Energy spotlight: SSE

How businesses in the energy ecosystem could help accelerate the UK’s progress towards net zero.

At a glance

  • SSE’s strategy is focused on supporting the transition to net zero electricity – through deploying renewables, building and growing networks infrastructure, and developing low-carbon flexible power solutions.
  • With this strategy, SSE has positioned itself well across key parts of the value chain, providing it with a good balance of risk/returns, and options to grow beyond.
  • SSE is benefitting from its Just Transition Strategy [to protect workers and communities as the UK moves towards net zero] with a third of new recruits joining from high carbon industries.
  • Working with policy makers continues to be crucial to develop solutions such as carbon capture and storage on gas plants, and hydrogen fuelled plants.
  • The company advocates for accelerated deployment of net zero technologies, helping markets meet their climate change commitments and accelerating the decarbonisation of the wider economy.

How is SSE adapting to meet net zero targets?

Our strategy is focused on deploying more renewable electricity generation, building out the electricity networks to transport clean energy, and pioneering flexible power generation technologies that will keep the lights on when the wind doesn’t blow, and the sun doesn’t shine.

Our primary goal and purpose is to support the decarbonisation of electricity, and wider energy vectors, as efficiently as possible.

How is SSE supporting UK businesses and communities with the net zero transition?

We’re building renewable electricity generation (offshore wind, onshore wind and solar) to harness natural resources, focusing on the UK and Ireland but with initial projects in Southern Europe. We’re deploying solutions that will help store that renewable electricity or transport it to storage and demand centres through our networks.

Our networks have a particularly important part to play – from connecting and transporting the high-voltage electricity across the country to facilitating communities to make the shift to lower-carbon options such as electric vehicles.

Decarbonising electricity must be done in a way that ensures we meet our security of supply obligations. This can only be done by ensuring we have sufficient generation capacity that can be switched on when it’s needed. We’ve seen the importance of this in 2023, where our gas power plants were utilised when there wasn’t enough generation from wind.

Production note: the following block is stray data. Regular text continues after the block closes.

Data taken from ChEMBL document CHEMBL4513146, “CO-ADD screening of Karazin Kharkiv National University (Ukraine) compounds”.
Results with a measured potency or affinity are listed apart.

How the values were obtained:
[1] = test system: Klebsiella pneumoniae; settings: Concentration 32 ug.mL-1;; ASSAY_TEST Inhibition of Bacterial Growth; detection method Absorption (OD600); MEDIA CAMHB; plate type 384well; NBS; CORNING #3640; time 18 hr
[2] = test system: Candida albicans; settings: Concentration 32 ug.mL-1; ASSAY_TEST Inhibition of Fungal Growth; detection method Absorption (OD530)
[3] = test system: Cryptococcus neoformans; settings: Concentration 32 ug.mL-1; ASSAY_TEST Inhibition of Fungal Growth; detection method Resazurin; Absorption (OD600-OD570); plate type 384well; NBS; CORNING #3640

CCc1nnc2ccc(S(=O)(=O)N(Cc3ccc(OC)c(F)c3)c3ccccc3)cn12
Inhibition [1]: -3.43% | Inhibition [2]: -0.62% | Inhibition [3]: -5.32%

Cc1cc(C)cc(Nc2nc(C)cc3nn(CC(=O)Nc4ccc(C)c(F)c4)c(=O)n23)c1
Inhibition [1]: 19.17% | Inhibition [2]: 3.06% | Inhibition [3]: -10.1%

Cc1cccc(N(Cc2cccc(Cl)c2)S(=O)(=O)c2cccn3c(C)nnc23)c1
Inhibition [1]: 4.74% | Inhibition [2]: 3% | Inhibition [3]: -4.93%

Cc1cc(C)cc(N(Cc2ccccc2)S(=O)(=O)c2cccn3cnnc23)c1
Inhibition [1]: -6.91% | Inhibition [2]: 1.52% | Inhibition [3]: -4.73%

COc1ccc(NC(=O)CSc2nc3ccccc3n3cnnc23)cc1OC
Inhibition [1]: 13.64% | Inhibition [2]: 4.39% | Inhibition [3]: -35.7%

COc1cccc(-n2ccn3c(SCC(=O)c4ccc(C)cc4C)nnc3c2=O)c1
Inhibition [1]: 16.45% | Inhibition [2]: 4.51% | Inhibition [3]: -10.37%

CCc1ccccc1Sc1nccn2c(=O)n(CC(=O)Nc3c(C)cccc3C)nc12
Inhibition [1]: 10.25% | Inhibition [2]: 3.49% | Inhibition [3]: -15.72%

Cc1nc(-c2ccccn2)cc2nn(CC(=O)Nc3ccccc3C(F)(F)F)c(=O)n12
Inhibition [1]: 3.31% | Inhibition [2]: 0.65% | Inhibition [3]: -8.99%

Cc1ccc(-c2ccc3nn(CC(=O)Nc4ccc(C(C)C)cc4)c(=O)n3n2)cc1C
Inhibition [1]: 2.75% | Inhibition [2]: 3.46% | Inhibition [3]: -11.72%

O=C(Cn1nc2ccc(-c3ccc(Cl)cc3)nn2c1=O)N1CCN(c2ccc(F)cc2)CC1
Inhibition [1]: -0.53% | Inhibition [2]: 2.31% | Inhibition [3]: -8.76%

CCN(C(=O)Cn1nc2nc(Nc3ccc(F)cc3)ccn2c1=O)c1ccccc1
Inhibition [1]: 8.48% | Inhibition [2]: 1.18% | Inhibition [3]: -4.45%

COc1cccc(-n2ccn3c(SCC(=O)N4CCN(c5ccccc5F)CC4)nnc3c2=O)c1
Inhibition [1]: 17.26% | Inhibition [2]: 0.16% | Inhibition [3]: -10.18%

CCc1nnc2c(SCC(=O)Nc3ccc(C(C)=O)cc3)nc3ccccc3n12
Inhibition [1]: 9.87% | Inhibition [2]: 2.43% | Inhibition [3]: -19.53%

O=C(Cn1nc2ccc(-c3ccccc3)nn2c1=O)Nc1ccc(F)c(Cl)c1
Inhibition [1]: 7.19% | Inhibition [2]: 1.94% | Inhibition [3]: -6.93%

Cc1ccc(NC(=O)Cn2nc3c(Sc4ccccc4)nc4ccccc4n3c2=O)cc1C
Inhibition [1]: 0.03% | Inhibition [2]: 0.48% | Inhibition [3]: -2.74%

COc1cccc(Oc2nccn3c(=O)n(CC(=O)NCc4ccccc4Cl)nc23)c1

We will continue to need this type of capacity to meet our security of supply needs – which is why developing low-carbon versions of these plants is crucial.

We’re also helping communities, businesses, and customers directly to make the transition – in the UK, we offer solutions for businesses to decarbonise, including energy efficiency, green energy and infrastructure solutions.

How is SSE coordinating within the UK energy ecosystem to transition to net zero?

Working with organisations from across the value chain will be crucial, as will ensuring the UK continues to attract investment as it competes with other markets. This is a core part of what we do across all parts of our projects from working with academia on research projects to find new solutions to challenges, to bringing in partners to recycle capital once our projects reach Final Investment Decision in development.

We also work closely with community groups, to ensure our solutions are deployed in a way that supports communities and causes minimum disruption, while continuing to build the infrastructure needed for net zero.

What else could accelerate the shift to low carbon energy solutions?

We are currently building the world’s largest offshore wind farm at Dogger Bank, off the coast of Yorkshire. When complete it will be able to power the equivalent of six million homes and displace millions of tonnes of emissions.